Half Life hacker refused FBI sting bait
German cracker now faces US DDoS-for-hire charges
Games developer Valve worked with the FBI to set up a sting operation to capture a suspected hacker soon after source code for Half Life 2 leaked onto P2P networks in 2003.
The source code of the then-unreleased shoot-em-up game began circulating in September 2003. The breach that lead to the leak was traced back to an attack on Valve's network which involved compromising the email account of Valve's managing director, Gabe Newell. IRC transcripts discussing the hack (pdf) were forwarded to the FBI.
In February 2004 Valve received an email from a hacker who claimed credit for the breach (though not the source code leak), citing technical details to bolster his claim.
Valve maintained correspondence with the hacker, at the behest of the FBI, obtaining clues that suggested the hacker was a German called Axel Gembe, of Schonau, Germany, who'd previously applied for a job with Valve.
Following a phone interview, during which the hacker confirmed his identity as Gembe and explained how he'd hacked into Valve's network, a fake job interview in the US was arranged for the then 21-year-old, Wired reports. A similar trick worked in the case of a Kazakh hacker who was tricked into travelling to the US in 2001 only to find himself cuffed and subsequently convicted for attempting to blackmail New York mayor Michael Bloomberg. In both cases the FBI's Seattle office mounted the sting operation.
But Gembe resisted the fake job offer ruse and remained in his native Germany, where he was charged with the Valve hack and sentenced to probation.
Last month Gembe was indicted in the US over separate allegation that he created the original version of the Agobot botnet client, sharing it with US black-hats who used the software to establish a network of compromise PCs and mount denial of service attacks against a rival satellite TV retailer. Jay Echouafni, 41, skipped bail while awaiting trial on these charges, while his former employee, Paul Ashley, served two years behind bars after pleading guilty to involvement in the DDoS-for-hire scam.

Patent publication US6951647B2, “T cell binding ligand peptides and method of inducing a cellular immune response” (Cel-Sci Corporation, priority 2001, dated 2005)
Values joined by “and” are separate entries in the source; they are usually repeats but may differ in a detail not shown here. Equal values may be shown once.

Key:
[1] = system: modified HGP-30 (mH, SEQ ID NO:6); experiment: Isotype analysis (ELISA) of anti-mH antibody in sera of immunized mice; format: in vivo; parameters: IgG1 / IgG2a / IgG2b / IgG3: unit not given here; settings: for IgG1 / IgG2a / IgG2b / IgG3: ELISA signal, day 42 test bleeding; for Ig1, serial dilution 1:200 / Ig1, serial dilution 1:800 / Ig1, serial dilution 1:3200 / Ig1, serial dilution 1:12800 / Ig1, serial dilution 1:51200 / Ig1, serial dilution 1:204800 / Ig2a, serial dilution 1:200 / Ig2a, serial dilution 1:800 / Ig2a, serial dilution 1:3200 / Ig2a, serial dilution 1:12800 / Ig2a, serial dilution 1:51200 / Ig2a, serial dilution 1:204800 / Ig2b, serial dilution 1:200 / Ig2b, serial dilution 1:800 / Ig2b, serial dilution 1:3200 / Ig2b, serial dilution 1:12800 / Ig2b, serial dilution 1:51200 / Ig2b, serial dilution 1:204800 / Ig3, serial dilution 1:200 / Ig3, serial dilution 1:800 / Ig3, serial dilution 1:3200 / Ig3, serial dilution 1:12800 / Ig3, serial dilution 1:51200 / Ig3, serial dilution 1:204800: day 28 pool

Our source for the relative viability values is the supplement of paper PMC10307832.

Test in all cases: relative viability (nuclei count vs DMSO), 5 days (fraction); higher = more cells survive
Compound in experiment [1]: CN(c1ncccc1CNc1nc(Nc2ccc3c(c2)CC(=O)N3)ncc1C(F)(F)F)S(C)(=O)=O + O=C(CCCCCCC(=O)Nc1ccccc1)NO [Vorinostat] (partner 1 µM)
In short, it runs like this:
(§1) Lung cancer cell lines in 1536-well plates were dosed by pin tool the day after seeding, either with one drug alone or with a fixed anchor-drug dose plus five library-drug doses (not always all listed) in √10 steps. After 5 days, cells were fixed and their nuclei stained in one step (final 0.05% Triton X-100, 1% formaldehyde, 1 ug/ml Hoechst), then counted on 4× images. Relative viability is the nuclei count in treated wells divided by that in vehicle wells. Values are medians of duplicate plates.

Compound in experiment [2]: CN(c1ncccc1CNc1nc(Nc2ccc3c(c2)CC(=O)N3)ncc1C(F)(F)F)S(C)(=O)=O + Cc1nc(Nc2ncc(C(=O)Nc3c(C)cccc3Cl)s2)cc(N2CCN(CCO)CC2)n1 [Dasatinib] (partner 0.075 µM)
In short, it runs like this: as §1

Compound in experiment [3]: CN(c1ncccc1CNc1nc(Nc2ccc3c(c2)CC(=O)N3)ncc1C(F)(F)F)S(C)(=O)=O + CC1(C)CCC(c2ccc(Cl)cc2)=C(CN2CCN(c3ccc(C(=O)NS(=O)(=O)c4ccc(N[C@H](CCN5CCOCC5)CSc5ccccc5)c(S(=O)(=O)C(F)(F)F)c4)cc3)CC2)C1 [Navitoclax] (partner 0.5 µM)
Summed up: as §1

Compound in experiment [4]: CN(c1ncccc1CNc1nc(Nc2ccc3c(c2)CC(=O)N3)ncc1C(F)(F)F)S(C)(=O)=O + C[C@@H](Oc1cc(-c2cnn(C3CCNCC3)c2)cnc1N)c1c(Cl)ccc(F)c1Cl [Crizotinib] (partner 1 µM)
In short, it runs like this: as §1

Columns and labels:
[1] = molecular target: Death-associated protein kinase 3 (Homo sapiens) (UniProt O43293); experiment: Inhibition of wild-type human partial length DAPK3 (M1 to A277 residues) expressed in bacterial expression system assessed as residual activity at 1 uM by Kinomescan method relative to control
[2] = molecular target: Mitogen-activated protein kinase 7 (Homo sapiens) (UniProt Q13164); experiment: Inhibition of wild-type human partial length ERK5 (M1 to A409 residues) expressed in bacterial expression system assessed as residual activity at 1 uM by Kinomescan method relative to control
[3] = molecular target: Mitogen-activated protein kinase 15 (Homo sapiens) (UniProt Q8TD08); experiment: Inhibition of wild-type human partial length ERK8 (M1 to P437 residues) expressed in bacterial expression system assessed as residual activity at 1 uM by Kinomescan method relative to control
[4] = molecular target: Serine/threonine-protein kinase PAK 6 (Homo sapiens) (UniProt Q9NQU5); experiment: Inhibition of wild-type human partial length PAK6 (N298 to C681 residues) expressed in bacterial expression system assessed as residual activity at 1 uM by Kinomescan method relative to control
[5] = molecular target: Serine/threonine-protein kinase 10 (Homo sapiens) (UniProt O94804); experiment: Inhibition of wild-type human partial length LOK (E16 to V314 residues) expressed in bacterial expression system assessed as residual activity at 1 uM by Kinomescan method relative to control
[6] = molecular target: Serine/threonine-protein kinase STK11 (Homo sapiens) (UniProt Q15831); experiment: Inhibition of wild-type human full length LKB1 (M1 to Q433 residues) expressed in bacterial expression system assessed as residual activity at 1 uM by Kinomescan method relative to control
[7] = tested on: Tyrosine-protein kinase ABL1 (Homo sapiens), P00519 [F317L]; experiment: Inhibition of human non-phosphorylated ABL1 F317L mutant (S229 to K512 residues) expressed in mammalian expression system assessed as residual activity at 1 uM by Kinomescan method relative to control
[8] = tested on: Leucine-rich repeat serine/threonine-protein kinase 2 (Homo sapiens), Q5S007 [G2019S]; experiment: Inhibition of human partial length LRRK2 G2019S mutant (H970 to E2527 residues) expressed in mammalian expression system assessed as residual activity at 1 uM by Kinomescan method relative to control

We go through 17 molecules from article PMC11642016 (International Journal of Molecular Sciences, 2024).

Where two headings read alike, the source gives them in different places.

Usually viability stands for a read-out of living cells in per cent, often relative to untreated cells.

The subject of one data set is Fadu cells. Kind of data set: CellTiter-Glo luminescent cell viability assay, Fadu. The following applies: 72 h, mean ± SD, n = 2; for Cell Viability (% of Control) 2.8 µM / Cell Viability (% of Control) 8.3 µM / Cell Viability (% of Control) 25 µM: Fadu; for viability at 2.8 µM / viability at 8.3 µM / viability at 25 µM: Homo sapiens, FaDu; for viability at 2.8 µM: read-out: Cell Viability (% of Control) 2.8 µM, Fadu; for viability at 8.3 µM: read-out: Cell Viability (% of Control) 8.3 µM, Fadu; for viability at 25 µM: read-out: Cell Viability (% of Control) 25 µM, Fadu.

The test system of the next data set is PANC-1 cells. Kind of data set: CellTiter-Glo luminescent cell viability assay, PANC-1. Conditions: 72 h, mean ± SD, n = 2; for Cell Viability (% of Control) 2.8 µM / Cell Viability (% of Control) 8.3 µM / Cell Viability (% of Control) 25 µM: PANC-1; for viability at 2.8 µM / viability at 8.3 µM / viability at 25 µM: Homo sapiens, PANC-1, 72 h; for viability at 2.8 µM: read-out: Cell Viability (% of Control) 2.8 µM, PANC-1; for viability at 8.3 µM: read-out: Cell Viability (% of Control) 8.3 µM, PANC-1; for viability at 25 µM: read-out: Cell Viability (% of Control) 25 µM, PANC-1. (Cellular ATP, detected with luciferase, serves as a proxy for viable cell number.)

It's unclear whether US authorities will seek to extradite Gembe. ®
Shouldn't the PDF be redacted somewhat more intensely to protect those that did most of the to-ing and fro-ing??
Ahem - Personal Data anyone..?
Mine's the one with the Legislation for Data Protection in the pocket.
This chap must be one of those really really bright crackers that brags about his efforts. Mind you, no point in cracking if you don't have any of your chums to brag too is there!
For all the encryption, proxies and what not, their one weakness still remains discoverable with social engineering. One day they might suss that and decide it's easier getting a real job where you don't have to run and hide.
RE: Thanks Vladimir Plouznikhov